Following online ads, officials threaten to arrest Uber drivers (again)

Yet again Thai authorities have threatened to arrest Uber drivers following the ride sharing app’s campaign to recruit new drivers.

The Department of Land Transport (DLT) on Monday annouced a crackdown on Uber drivers and asked police to arrest drivers on the spot with a charge of using a personal vehicle as public transportation, said DLT Duputy Director-General Nantapong Chertchu.

Nantapong added that there is a loophole that allows the San Francisco-based ride sharing app to get away with the offense as they technically do not break any laws by operating an application. However, the Uber drivers themselves will be charged and fined a maximum of THB2,000.

This measure followed Uber’s recent advertisements on social networks asking car owners in Chiang Mai and Phuket to become drivers for the service. The popular app also recently rented a promotional booth at a department store in Nakhon Prathom province. The booth was reportedly shut down by DLT.

The deputy director-general claimed the Department is trying to raise awareness about the law that Uber partners are breaking, as well as enforcing the law, reported Daily News.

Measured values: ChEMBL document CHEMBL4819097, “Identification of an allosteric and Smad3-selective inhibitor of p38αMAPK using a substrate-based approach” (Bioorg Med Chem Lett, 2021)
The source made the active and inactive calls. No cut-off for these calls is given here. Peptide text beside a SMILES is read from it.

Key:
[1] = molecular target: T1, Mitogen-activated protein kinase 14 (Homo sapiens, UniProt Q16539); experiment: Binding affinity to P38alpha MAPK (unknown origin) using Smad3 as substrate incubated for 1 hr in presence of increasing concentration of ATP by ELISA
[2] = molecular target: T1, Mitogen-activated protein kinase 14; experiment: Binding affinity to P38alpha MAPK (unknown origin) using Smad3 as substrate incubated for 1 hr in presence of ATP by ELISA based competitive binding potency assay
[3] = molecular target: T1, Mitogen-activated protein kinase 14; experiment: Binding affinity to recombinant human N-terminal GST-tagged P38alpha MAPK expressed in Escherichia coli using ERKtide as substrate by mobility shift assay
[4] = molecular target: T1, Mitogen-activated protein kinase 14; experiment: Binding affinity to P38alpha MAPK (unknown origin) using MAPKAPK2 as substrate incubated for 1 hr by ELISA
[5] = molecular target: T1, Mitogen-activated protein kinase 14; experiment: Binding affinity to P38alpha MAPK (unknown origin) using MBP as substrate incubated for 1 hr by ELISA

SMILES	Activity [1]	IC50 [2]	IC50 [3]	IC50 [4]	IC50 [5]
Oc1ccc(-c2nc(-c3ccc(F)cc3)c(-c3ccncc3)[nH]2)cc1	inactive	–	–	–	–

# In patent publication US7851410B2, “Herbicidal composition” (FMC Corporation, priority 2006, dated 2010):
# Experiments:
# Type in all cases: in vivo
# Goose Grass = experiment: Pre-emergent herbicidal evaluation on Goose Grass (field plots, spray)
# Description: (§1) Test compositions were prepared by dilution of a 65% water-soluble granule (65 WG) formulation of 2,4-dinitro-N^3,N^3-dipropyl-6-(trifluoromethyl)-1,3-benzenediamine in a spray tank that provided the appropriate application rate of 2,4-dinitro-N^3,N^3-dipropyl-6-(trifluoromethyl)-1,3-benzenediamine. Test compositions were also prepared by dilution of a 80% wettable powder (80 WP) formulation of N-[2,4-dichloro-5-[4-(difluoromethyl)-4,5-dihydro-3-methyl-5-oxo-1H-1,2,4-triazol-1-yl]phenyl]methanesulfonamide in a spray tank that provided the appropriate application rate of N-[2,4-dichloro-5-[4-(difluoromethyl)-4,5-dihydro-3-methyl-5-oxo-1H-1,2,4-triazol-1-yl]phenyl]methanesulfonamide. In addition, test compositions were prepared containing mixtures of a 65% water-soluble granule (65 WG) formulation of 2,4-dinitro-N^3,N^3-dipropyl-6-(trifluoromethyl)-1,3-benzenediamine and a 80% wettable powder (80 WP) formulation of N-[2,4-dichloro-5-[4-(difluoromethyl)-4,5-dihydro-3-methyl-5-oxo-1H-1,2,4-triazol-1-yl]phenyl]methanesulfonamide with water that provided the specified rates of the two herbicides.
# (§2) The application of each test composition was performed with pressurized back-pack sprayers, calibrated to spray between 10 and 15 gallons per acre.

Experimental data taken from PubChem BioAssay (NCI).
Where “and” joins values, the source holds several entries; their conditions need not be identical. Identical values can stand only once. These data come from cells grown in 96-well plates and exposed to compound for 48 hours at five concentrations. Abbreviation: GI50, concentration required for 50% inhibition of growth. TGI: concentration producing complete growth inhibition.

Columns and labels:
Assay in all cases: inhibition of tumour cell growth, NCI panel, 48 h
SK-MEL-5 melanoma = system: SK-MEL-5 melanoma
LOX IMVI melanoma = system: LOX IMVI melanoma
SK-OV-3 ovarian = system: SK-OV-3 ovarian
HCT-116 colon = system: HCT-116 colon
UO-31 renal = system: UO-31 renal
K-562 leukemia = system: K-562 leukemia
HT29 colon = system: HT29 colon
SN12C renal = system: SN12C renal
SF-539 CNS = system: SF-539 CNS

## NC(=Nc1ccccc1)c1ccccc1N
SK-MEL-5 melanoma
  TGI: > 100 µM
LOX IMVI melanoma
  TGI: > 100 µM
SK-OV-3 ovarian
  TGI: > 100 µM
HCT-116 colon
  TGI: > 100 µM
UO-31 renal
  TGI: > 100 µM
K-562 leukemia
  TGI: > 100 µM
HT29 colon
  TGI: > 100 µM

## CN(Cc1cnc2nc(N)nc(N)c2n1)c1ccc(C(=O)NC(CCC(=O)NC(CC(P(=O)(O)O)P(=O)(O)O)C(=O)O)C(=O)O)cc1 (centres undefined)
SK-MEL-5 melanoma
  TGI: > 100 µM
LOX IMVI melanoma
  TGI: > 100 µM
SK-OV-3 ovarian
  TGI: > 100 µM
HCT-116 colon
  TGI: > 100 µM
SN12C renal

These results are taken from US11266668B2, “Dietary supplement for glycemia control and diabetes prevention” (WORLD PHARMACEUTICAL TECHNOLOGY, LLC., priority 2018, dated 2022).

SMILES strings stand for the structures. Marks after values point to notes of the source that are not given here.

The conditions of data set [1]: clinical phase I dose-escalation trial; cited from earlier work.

Nantapong said Uber has negotiated with Ministry of Transport to offer a special service to call taxis by application, but he insisted that it could not be done and that public transport must be operated under the same law, which states that drivers must register their cars as public vehicles and obtain a “yellow plate.”

He suggested that passengers take legal taxis for their own safety. He said that Uber and other application-provided car services are not registered, so the driver’s backgrounds cannot be checked by officials. Even more, the car may not be up to road standards.

Regarding Thai taxi drivers’ notorious reputation for speeding and rejecting passengers, Nantapong said that the department is developing regulations for better service and penalties for drivers who break the law.

So what’s the cheapest transportation in Bangkok: Grab, cab or Uber? Check out this useful fare chart.




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